Male manager giving negative feedback to his female employee.

Wherever you are on the corporate ladder, delivering negative feedback to a direct report is no picnic. Many managers leave it until the year-end review because it makes them feel uneasy. However, delaying these difficult conversations will only lower the team’s productivity and discourage them from reaching their full potential. How can they improve if they’re unaware of the problems?

As much as you dread handing out constructive criticism, it can be a positive experience for all parties involved. Skip the awkwardness and learn to give negative feedback with the following tips.

DON’T Start with the Feedback Sandwich

Many leaders tend to sandwich negative feedback (what they want to say) between two positive comments to avoid confrontation. Forget this old-school management trick. This formula undermines the truth and, even worse, makes compliments sound insincere. Not to mention it’s so overused that the employee can see the harsh blow coming. Every time you praise them, they would subconsciously brush it off and suspect there’s a “but…” at the end of the sentence.

Remember that the point of giving feedback is to help someone perform better. How they react emotionally to it is out of your control. Be direct with your comments while showing that you care about in the company. Most importantly, give compliments and inputs separately to build trust.

DO It in Private

If you’re supervising multiple people, it might be tempting to evaluate their work in a group setting for the sake of efficiency. However, publicly addressing an employee’s weakness can have adverse effects. It not only embarrasses the individual, but also causes tension within the team dynamics.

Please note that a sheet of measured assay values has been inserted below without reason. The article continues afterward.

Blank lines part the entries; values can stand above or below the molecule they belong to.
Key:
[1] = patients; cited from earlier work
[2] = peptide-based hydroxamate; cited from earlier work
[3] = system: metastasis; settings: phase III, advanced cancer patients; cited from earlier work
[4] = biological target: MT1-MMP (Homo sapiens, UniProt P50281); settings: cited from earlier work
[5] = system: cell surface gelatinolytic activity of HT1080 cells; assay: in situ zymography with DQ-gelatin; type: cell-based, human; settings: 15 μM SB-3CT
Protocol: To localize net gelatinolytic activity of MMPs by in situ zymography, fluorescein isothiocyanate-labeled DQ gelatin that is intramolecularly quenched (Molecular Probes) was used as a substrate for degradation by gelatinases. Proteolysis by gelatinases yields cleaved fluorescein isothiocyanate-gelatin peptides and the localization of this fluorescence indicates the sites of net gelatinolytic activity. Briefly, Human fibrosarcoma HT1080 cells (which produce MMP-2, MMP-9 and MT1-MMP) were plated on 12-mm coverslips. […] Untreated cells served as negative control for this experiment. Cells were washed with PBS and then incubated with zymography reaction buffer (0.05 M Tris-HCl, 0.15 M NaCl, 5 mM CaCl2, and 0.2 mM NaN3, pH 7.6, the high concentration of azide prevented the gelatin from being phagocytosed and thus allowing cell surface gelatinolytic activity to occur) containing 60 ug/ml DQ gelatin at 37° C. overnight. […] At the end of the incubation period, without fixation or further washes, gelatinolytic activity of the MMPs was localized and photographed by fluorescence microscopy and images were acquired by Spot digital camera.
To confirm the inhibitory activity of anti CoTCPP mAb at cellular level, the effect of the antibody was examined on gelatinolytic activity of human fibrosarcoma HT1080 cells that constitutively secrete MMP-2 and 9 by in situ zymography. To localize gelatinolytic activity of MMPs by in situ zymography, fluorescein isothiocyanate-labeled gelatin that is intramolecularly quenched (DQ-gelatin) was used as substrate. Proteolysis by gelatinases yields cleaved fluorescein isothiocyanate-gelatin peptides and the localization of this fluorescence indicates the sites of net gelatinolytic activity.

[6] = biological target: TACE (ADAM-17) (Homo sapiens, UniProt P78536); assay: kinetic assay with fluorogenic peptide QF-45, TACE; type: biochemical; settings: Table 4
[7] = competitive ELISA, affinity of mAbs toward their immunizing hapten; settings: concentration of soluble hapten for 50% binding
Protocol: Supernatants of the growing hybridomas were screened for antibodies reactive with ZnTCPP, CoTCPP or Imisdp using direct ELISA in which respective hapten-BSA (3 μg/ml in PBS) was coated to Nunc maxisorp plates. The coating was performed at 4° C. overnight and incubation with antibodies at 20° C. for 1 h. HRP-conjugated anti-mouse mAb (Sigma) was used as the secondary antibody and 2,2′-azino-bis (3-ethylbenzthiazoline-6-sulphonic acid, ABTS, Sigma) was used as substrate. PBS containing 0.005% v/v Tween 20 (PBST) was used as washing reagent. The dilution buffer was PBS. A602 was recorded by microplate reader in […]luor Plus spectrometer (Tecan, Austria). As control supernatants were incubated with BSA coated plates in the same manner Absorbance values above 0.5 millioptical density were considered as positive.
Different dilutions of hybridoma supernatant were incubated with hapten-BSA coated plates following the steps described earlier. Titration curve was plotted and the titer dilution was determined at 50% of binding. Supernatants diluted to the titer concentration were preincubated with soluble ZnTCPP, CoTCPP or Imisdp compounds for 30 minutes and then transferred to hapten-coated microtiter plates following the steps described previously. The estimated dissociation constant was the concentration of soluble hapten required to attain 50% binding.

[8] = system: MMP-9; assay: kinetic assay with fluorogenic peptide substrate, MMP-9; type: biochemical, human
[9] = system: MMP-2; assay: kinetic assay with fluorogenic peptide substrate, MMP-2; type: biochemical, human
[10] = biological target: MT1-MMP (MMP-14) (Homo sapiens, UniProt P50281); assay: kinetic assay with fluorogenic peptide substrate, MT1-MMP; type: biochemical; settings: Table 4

Make it a point to set up a one-on-one with each of your team members. It’s better to have the review session on days when there are no back-to-back meetings, so you have enough time to discuss the issue. Choose a private meeting room to create a safe space. Doing so reflects your professionalism and respect for your peers.

DON’T Point Fingers

The key to giving negative feedback in a positive way is to refrain from blaming their character. Instead, focus on specific actions they can fix.

Let’s say your workmate has been coming late to the office. Rather than calling them a slob, reference their monthly attendance report and explain that can help them and the whole team work more efficiently. No one likes being cornered, but everyone wants to feel important. This trick does just that – shifting the conversation to how they can contribute to the company’s success.

DO Make It a Dialogue

There are always two sides to the same coin. Your staffer’s tardiness, for example, may be due to personal struggles or work overload. Try leading the session with empathy and treat it like a regular discussion, not an interrogation.

Once you’ve provided your feedback, give them a chance to share their POV. This is where your active listening skills come into play. Perhaps they need your help to get back on track. Or they might have not realized the impact of their actions. All in all, your goal should be to understand the problem and come up with a solution together.

DON’T Get Defensive

Some people may shut down or get ticked off after receiving negative feedback. When this happens, stay cool no matter how upset you are. Lashing out will only cause a scene, which honestly is not a good look for you. Pause and let them speak their mind until they feel calmer. Then, acknowledge their dissatisfaction and restate your feedback with sufficient examples. If the situation becomes more hostile, end the discussion.

DO Be Mindful of Your Body Language

Control your posture, facial expressions, , and overall demeanor when evaluating your employee’s work performance. Crossing arms and furrowing brows signal confrontation. So, maintain a more relaxed stance and eye contact. You can also before starting the meeting to break the ice.

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We can all agree that giving and receiving negative feedback is far from pleasant. However, it’s time to change your mindset. Don’t see it as a tense conversation but an opportunity to build up your team. So, go ahead and schedule the one-on-one.